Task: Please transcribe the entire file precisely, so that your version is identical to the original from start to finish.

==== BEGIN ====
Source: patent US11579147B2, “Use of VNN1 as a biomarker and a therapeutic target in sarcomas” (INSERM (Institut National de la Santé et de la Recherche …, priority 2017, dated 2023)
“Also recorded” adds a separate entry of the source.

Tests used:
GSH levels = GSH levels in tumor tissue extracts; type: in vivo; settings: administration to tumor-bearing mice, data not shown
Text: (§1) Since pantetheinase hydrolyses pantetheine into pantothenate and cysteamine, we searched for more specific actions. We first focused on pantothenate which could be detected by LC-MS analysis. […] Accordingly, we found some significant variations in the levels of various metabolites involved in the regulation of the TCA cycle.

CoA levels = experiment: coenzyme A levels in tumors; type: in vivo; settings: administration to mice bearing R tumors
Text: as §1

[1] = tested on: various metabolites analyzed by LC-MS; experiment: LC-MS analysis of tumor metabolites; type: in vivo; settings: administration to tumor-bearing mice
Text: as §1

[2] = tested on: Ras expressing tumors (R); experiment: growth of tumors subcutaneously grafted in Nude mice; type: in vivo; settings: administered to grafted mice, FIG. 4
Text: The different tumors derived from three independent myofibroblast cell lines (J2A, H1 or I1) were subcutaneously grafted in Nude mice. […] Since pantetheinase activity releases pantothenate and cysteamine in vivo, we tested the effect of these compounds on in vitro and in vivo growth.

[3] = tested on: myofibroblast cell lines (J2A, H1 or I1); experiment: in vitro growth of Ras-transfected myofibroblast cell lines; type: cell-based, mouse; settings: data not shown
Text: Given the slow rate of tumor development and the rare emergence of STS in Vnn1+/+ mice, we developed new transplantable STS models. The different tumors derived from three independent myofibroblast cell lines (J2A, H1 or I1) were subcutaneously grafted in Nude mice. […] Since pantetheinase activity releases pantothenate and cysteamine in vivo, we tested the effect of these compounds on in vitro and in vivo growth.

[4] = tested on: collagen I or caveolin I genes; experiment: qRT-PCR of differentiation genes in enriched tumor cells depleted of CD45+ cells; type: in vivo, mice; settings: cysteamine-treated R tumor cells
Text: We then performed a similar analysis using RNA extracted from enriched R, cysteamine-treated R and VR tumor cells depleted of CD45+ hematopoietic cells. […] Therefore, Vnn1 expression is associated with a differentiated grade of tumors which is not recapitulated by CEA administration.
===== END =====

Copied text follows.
Source: patent US11579147B2, “Use of VNN1 as a biomarker and a therapeutic target in sarcomas” (INSERM (Institut National de la Santé et de la Recherche …, priority 2017, dated 2023)
“Also recorded” adds a separate entry of the source.

Tests used:
GSH levels = GSH levels in tumor tissue extracts; type: in vivo; settings: administration to tumor-bearing mice, data not shown
Text: (§1) Since pantetheinase hydrolyses pantetheine into pantothenate and cysteamine, we searched for more specific actions. We first focused on pantothenate which could be detected by LC-MS analysis. […] Accordingly, we found some significant variations in the levels of various metabolites involved in the regulation of the TCA cycle.

CoA levels = experiment: coenzyme A levels in tumors; type: in vivo; settings: administration to mice bearing R tumors
Text: as §1

[1] = tested on: various metabolites analyzed by LC-MS; experiment: LC-MS analysis of tumor metabolites; type: in vivo; settings: administration to tumor-bearing mice
Text: as §1

[2] = tested on: Ras expressing tumors (R); experiment: growth of tumors subcutaneously grafted in Nude mice; type: in vivo; settings: administered to grafted mice, FIG. 4
Text: The different tumors derived from three independent myofibroblast cell lines (J2A, H1 or I1) were subcutaneously grafted in Nude mice. […] Since pantetheinase activity releases pantothenate and cysteamine in vivo, we tested the effect of these compounds on in vitro and in vivo growth.

[3] = tested on: myofibroblast cell lines (J2A, H1 or I1); experiment: in vitro growth of Ras-transfected myofibroblast cell lines; type: cell-based, mouse; settings: data not shown
Text: Given the slow rate of tumor development and the rare emergence of STS in Vnn1+/+ mice, we developed new transplantable STS models. The different tumors derived from three independent myofibroblast cell lines (J2A, H1 or I1) were subcutaneously grafted in Nude mice. […] Since pantetheinase activity releases pantothenate and cysteamine in vivo, we tested the effect of these compounds on in vitro and in vivo growth.

[4] = tested on: collagen I or caveolin I genes; experiment: qRT-PCR of differentiation genes in enriched tumor cells depleted of CD45+ cells; type: in vivo, mice; settings: cysteamine-treated R tumor cells
Text: We then performed a similar analysis using RNA extracted from enriched R, cysteamine-treated R and VR tumor cells depleted of CD45+ hematopoietic cells. […] Therefore, Vnn1 expression is associated with a differentiated grade of tumors which is not recapitulated by CEA administration.